Gavin is 8 years old and loves to play soccer. He enjoys all types of card games and video games, and loves to write and draw.  Gavin is an amazing older brother to Ryu, 5 years old, who was diagnosed with retinoblastoma. Gavin spent some time with one of our Friends of Karen Sibling Specialists and learned a lot about Ryu’s illness and about the importance of communicating feelings. In this month’s Sibling of the Month installment he shares his thoughts, feelings, and some of the things that have helped him most.
 
And now introducing…Gavin!
 
(Interviewed by Friends of Karen Sibling Specialist Jennifer Costa)
 
What has changed in your relationship since your brother was diagnosed with cancer?
           
I couldn’t spend time with him because he had to have surgery on his eye and chemo. He was in the hospital a lot.
 
When he was in the hospital, what was the hardest part for you?
 
At that time, I basically had to stay home or only visit him a little bit. It was really hard- I want him to stay home with me forever.
 
What do you like most about having a brother?
 
That we can actually play together, play 2 player games, spend time together.
 
In learning your brother has cancer, what was the scariest part for you?
 
I didn’t know what it meant, so I thought what if it’s spreading and I can catch it.
 
You thought it was contagious?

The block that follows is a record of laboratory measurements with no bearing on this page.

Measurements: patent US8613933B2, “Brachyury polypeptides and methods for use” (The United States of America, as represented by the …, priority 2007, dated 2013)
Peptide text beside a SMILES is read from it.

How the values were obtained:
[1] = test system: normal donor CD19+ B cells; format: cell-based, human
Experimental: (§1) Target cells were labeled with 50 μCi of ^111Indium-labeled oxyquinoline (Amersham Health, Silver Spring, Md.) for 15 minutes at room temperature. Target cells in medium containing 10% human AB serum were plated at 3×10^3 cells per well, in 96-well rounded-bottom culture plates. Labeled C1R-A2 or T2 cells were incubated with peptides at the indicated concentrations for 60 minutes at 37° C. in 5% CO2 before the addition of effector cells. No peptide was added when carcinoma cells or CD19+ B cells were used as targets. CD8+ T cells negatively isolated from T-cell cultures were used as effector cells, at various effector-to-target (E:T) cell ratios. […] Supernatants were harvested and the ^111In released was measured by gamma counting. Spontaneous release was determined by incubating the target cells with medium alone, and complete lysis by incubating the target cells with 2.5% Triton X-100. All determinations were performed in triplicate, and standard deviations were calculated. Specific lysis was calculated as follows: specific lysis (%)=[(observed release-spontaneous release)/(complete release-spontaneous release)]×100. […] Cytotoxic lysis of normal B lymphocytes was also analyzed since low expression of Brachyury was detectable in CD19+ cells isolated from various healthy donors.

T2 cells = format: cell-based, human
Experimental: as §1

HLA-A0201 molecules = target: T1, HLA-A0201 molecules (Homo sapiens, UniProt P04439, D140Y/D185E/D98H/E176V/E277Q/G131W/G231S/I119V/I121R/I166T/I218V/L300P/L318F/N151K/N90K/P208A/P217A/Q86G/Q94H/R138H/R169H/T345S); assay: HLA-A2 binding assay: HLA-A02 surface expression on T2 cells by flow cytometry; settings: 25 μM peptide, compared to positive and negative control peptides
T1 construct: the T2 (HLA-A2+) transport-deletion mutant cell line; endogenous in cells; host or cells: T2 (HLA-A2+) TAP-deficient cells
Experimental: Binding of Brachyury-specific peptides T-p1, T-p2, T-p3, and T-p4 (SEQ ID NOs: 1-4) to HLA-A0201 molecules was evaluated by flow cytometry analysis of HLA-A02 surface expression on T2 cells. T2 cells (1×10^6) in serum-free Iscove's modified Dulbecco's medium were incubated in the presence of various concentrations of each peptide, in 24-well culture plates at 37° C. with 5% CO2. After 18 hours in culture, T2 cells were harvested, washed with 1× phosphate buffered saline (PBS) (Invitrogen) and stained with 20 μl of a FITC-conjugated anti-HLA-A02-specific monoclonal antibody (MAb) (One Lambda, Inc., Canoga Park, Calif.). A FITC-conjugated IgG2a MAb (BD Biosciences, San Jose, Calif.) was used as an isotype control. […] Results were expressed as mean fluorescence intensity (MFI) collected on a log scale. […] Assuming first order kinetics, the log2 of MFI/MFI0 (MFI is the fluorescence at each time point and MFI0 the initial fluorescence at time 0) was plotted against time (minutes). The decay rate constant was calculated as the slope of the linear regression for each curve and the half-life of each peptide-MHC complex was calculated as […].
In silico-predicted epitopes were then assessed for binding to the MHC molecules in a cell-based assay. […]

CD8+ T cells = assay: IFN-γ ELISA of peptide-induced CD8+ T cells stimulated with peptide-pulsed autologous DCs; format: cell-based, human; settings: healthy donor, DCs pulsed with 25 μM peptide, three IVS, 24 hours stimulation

Yes at first. It was helpful to have someone explain it to me so I understand it better.
 
Since he’s been sick, what have been some of the most helpful things for you?
 
Being able to talk to you (from Friends of Karen).  
 
Of all the projects and games we’ve played in this program what has been your favorite?
 
Probably Shop Talk because it has helped me talk about my feelings.
 
What advice would you give to other kids who have a sibling with cancer?
 
I would tell them to make sure you are praying, have a candle to pray every night. When you are feeling upset or lonely, do something you like to try to get your mind off it. It’s also really helpful to have someone help explain what is happening to you so you understand it.
 
That’s great advice! Thanks Gavin for communicating all the things that have been helpful for you. Other siblings might find some of the tools you shared will also work for them. We think finding someone you trust to ask questions of and learn more about your sibling’s illness can make things feel a little less scary. Siblings might have a special adult in their life who they can go to for support. This can be a teacher, a counselor at school, or even an older cousin or Aunt or Uncle. And remember to check back often to meet our other Friends of Karen siblings!